Back in December, Lenovo announced a 2023 Lenovo Flex 3 Chromebook with a $349 starting price. Availability was expected for this month in the US and I have a review model of this small convertible laptop. It’s my first device with the Intel N100 processor, which is an Alder Lake-N chipset. My first impressions? For the price, it’s surprisingly nice!
Lenovo Flex 3 Chromebook build and design
Unlike prior models in this lineup that use an 11.6-inch screen, the 2023 Lenovo Flex 3 Chromebook has a 12.2-inch display. My review unit does have touch and since this is a Flex model, the screen does rotate on 360-degree hinges. Going with the larger screen provides a little more room for the keyboard and trackpad, although that latter could be bigger. The bezels are a bit large on this laptop, however, they’re not glaringly bad for an entry-level Chromebook.
Yes, as you’d expect in this price range, the chassis is an all plastic affair. However that keeps the weight down.
This little laptop tips the scales at 2.76 pounds, or 1.25 kilograms. It’s easy to tote around in a backpack or simply by carrying it. Lenovo’s texture painting of my Abyss Blue review unit gives a nice grip on the left third of the panel backing.
The port selection isn’t bad for the type of market this device is aimed for. Both sides have a USB Type-A, while the right side has an HDMI output as well. A microSD card slot and combo headphone jack is on the left. However, there’s only a single USB Type-C port on this device.
I’d give up a Type-A port to see a pair of USB Type-C jacks, personally.
Why? Because if you’re charging the Lenovo Flex 3 Chromebook, you’re using that single Type-C port. This may not be an issue for students or folks on a tight budget, but it’s worth a mention.
I do like that the Intel N100 CPU is fanless, so there’s no fan noise. And Lenovo didn’t have to design for any intake or exhaust ports. That also provides room for the upward-firing Waves MaxxAudio speakers between the keyboard and display. First listen? They’re louder than I expected although the bass response is lacking.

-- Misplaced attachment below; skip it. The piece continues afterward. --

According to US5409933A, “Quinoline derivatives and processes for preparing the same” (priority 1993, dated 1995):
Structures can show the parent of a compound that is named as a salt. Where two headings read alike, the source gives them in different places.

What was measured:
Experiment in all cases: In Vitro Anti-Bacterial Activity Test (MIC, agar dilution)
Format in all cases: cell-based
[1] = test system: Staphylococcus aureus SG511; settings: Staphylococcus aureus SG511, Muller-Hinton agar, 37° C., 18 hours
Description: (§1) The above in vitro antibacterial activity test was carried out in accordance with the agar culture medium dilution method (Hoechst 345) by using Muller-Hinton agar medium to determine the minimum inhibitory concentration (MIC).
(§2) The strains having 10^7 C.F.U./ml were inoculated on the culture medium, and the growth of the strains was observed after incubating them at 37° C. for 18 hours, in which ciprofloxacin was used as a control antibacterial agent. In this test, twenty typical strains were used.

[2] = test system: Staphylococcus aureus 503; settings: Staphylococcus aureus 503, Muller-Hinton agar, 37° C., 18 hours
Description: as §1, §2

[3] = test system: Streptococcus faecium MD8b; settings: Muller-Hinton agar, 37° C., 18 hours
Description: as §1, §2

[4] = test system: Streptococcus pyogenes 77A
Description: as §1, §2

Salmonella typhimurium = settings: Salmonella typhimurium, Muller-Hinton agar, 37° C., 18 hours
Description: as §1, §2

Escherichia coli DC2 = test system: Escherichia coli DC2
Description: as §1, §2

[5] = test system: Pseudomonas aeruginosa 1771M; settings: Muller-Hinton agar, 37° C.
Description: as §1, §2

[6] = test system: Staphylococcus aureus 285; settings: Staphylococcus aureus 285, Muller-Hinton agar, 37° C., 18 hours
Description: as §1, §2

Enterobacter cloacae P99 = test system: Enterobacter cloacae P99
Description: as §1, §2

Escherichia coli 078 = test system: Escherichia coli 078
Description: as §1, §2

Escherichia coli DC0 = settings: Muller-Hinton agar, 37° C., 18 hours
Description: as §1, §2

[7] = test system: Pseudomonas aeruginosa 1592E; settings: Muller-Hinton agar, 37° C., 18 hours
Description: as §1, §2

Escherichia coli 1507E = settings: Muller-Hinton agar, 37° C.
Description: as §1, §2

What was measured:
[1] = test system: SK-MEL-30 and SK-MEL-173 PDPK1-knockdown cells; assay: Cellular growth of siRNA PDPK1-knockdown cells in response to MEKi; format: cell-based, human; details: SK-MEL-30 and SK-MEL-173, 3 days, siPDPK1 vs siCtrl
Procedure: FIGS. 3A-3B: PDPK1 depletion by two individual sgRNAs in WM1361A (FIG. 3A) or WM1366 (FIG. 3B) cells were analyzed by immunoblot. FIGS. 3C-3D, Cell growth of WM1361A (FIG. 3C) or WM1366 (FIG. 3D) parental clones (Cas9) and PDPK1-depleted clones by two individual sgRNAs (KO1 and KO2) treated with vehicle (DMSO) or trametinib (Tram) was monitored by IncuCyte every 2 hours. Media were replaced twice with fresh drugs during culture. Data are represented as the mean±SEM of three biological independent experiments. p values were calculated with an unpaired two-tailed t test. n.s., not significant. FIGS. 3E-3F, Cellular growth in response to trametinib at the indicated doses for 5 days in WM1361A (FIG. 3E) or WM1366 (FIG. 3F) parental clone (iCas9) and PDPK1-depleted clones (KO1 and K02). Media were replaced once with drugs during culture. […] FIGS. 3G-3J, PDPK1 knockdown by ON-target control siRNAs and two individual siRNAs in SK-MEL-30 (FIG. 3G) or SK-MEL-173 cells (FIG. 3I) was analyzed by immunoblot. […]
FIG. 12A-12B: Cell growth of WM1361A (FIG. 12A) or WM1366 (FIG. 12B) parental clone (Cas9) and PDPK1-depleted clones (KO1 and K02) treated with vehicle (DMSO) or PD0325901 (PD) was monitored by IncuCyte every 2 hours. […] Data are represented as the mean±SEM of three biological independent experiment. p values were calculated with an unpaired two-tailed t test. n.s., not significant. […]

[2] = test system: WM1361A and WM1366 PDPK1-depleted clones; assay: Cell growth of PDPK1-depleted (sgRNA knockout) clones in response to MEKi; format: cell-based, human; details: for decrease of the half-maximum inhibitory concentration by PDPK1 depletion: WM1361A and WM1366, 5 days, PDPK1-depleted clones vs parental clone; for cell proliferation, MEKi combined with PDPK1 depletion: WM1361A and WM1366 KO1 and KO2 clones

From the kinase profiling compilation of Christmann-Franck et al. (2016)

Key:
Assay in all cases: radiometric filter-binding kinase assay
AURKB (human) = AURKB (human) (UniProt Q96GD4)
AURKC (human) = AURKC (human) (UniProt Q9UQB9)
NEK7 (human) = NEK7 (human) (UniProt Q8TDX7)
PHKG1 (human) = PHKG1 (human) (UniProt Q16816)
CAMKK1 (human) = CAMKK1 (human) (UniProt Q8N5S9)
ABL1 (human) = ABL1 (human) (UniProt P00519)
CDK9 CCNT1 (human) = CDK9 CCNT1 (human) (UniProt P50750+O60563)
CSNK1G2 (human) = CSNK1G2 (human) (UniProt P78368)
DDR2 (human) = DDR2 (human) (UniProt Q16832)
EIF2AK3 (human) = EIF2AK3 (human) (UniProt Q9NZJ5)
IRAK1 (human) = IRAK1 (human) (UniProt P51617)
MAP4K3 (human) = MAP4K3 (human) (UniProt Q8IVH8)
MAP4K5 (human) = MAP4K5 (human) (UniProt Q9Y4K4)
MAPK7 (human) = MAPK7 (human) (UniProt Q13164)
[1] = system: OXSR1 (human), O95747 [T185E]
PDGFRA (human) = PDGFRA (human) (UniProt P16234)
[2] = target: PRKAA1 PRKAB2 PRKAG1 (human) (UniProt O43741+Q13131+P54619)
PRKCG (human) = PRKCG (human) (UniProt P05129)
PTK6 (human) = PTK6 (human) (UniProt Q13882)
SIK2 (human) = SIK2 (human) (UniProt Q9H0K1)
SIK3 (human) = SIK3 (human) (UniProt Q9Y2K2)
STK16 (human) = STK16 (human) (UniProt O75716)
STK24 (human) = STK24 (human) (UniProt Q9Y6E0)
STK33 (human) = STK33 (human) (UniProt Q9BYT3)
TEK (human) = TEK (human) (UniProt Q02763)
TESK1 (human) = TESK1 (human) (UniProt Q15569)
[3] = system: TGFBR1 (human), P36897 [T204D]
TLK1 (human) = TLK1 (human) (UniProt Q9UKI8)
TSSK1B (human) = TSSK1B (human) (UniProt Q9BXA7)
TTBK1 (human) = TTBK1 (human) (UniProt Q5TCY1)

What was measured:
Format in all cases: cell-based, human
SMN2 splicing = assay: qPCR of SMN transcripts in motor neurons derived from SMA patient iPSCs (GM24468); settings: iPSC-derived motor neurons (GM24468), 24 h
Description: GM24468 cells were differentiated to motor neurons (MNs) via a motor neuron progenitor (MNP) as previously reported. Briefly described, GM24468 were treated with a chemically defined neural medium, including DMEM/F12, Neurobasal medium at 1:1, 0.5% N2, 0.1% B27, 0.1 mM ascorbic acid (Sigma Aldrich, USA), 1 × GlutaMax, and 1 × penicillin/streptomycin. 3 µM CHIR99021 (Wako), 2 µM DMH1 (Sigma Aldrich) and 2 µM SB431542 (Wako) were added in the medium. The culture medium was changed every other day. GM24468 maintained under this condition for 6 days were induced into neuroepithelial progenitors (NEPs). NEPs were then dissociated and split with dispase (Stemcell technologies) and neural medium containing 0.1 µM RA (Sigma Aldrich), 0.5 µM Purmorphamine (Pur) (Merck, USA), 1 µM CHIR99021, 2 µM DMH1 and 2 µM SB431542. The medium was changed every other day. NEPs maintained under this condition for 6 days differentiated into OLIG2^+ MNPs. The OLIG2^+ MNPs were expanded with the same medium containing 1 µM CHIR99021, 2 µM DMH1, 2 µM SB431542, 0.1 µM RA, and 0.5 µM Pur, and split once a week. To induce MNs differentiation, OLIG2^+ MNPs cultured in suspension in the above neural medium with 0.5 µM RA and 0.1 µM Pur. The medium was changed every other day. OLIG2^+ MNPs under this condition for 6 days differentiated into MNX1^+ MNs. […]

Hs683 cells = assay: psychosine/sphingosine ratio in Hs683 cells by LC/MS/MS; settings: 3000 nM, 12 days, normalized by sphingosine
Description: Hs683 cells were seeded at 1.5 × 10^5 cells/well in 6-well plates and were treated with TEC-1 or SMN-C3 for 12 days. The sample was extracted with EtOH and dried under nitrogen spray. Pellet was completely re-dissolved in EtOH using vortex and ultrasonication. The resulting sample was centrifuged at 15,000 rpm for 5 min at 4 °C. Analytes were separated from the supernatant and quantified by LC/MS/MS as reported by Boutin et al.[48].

Specs of the Lenovo Flex 3 Chromebook
As mentioned, this Chromebook is powered by the Intel N100 CPU. That sits towards the bottom of the new Alder Lake-N chipsets as there’s an N200 and both a Core i3-N300 and i3-305. The processor in my Lenovo Flex 3 Chromebook has 4 cores, running at up to 3.4 GHz each, and supports 4 threads.
If you want slightly faster clocks or more cores, you’d have to step up to one of the other Intel N-series chips. None of them support multi-threading though: It’s one thread per core across the line.
So clearly, I wouldn’t expect this Chromebook to compete with a non-N-series Core chipset. However, it doesn’t provide what I’d call a very slow experience after a few hours of use. And with the chipset using a maximum amount of 6W, the battery life should be good enough for a full day. I’ll have to test that for sure. Lenovo says the battery should last for up to 12 hours on the 47 WHr power pack.
You’re looking at 4 GB of soldered LPDDR5-4800 memory for this model. I’d expect 4 GB here and it’s really nice to see faster, newer RAM technology over the old DDR4 memory. My review unit comes with 64 GB of eMMC 5.1 storage, which is what we’ve seen for years in these types of Chromebooks.
The same goes for the keyboard as it’s not backlit. The trackpad doesn’t appear to be glass and works adequately so far, as does the keyboard.
While I’m not surprised to see a 720p webcam on a device at this price, I am surprised to see a privacy shutter. Just like on more expensive, recent Chromebooks, the Lenovo Flex 3 Chromebook has a sliding shutter at the top of the display. Nice!
Speaking of the display, there’s another surprise. I love that for a small, entry level Chromebook this has a 1900×1200 resolution touch display. Brightness is 300 nits, which I’ll say is a win at this price.
However, the default resolution scaling in ChromeOS is 1200×750.
That all means everything is super crisp on the screen and everything is super large on the screen.
Obviously, you can change this in the ChromeOS settings. And while my old eyes appreciate the default element sizes, there’s not much room to work. I suspect many buyers will change the resolution from the default. Setting the scaling to a 1600×1000 resolution should work for those with better eyes.
Otherwise, the display is really, really nice. Not just for this Chromebook but for any laptop. The IPS panel has solid color reproduction and wide viewing angles. And the screen features TÜV Low Blue Light to reduce eye strain.
Overall first impressions
While I use a higher performing, more expensive Chromebook for my daily use, I’ve used my share of entry-level models too. Often I find these to have many corners cut or have poor build quality. That’s not the case with the Lenovo Flex 3 Chromebook so far. Sure, it’s not made of premium materials. I wouldn’t expect it to be. It is however well built and more solid-feeling than similar Chromebooks.
Adding in some of the nice features such as the privacy shutter, loud speakers, a high resolution display and a fanless processor is like icing on the cake. How well does it perform in day-to-day use? Well, that’s not something I ever share without using a Chromebook for at least a week.
That’s what I’ll be doing for the next seven days at a minimum: Using the Lenovo Flex 3 Chromebook as my everyday laptop. On paper and based on my first impressions though? This Chromebook might be the perfect purchase for a student or to use as a compact, light Chromebook for everyday online activities. Stay tuned for my full review and don’t hesitate to ask questions in the comments.